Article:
In clang's implementation of `tgmath.h`

it appears that `__tg_promote`

is in fact a *function*, and not a macro. The definition can be found here.

```
typedef void _Argument_type_is_not_arithmetic;
static _Argument_type_is_not_arithmetic __tg_promote(...)
__attribute__((__unavailable__,__overloadable__));
static double _TG_ATTRSp __tg_promote(int);
static double _TG_ATTRSp __tg_promote(unsigned int);
static double _TG_ATTRSp __tg_promote(long);
static double _TG_ATTRSp __tg_promote(unsigned long);
static double _TG_ATTRSp __tg_promote(long long);
static double _TG_ATTRSp __tg_promote(unsigned long long);
static float _TG_ATTRSp __tg_promote(float);
static double _TG_ATTRSp __tg_promote(double);
static long double _TG_ATTRSp __tg_promote(long double);
static float _Complex _TG_ATTRSp __tg_promote(float _Complex);
static double _Complex _TG_ATTRSp __tg_promote(double _Complex);
static long double _Complex _TG_ATTRSp __tg_promote(long double _Complex);
```

It's a function with multiple overloads (not allowed in C in general) and no definition, which is fine because it's never actually called! `__tg_promote`

is only used to determine the type that a numeric type should be promoted to. (Integral types to `double`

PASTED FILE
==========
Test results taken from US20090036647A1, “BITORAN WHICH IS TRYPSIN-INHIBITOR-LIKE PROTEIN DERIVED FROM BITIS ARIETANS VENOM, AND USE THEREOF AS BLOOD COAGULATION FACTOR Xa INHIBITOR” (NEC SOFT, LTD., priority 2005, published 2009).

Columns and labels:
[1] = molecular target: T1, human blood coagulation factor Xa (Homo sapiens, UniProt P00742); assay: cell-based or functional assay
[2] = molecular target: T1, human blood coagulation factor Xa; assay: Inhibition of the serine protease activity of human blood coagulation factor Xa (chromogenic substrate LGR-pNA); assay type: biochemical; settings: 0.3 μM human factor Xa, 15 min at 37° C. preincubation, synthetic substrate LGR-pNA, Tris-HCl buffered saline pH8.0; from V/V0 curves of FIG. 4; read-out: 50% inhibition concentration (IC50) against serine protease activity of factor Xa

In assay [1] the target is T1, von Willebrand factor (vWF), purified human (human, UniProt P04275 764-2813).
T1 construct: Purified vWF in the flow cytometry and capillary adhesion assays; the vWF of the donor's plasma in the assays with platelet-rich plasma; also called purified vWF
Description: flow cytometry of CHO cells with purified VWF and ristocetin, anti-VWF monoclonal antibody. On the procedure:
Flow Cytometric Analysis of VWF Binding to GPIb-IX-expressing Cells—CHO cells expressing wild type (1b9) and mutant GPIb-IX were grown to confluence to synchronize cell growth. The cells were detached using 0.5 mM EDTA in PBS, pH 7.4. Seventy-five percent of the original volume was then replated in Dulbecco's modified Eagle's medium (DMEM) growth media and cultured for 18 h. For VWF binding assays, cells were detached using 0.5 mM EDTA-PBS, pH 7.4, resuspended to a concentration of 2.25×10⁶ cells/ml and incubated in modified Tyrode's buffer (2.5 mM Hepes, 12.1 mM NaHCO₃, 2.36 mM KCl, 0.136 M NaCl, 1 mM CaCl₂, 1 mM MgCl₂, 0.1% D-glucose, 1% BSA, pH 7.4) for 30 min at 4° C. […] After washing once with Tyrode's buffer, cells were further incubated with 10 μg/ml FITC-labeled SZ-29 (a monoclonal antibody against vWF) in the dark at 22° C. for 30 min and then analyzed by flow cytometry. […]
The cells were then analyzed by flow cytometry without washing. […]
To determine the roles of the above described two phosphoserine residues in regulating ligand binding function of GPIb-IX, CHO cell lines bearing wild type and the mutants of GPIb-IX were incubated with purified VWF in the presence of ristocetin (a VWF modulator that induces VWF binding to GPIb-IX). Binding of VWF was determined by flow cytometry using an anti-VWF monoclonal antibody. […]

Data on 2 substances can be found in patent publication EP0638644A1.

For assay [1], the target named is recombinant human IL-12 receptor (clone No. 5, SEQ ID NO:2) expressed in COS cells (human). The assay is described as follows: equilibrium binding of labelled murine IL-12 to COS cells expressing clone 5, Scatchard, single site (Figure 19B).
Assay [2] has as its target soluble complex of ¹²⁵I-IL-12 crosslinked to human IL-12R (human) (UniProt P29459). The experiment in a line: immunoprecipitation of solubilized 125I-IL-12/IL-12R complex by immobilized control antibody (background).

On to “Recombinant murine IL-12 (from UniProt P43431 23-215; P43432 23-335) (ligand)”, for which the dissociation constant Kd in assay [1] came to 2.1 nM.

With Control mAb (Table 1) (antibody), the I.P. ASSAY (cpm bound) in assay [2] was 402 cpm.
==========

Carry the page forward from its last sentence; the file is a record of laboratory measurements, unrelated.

; floating point types to themselves.) This is clear when you look at the next few macros:

```
#define __tg_promote1(__x) (__typeof__(__tg_promote(__x)))
#define __tg_promote2(__x, __y) (__typeof__(__tg_promote(__x) + \
__tg_promote(__y)))
#define __tg_promote3(__x, __y, __z) (__typeof__(__tg_promote(__x) + \
__tg_promote(__y) + \
__tg_promote(__z)))
```

The `__tg_promote`

function isn't being called because it occurs inside the compiler-specific `__typeof__`

macro. The `__tg_promote1`

macro simply expands to the *promoted type* of its argument, within parentheses. `__tg_promote2`

expands to the type (again parenthesis-enclosed) that would result if two values of the promoted types of its arguments were added. So for example, `__tg_promote2(0.0f, 0)`

would be `(double)`

, since adding a `float`

and a `double`

(result of promoting `int`

) gives a `double`

. `__tg_promote3`

is similar.

The remainder of the header consists of overloaded definitions of functions that delegate to the respective ordinary C functions:

```
// atan2
static float
_TG_ATTRS
__tg_atan2(float __x, float __y) {return atan2f(__x, __y);}
static double
_TG_ATTRS
__tg_atan2(double __x, double __y) {return atan2(__x, __y);}
static long double
_TG_ATTRS
__tg_atan2(long double __x, long double __y) {return atan2l(__x, __y);}
```

In order to be able to call, say, `atan2(1.0f, 1)`

we need to be able to delegate to `__tg_atan2(double, double)`

. This is where `__tg_promote2`

comes in to determine that when we have one `float`

argument and one `int`

argument, both should be converted to `double`

:

```
#define atan2(__x, __y) __tg_atan2(__tg_promote2((__x), (__y))(__x), \
__tg_promote2((__x), (__y))(__y))
```

So in this case `__tg_promote2((__x), (__y))`

expands to `(double)`

and we get `__tg_atan2((double)(__x), (double)(__y))`

, which is exactly what we want.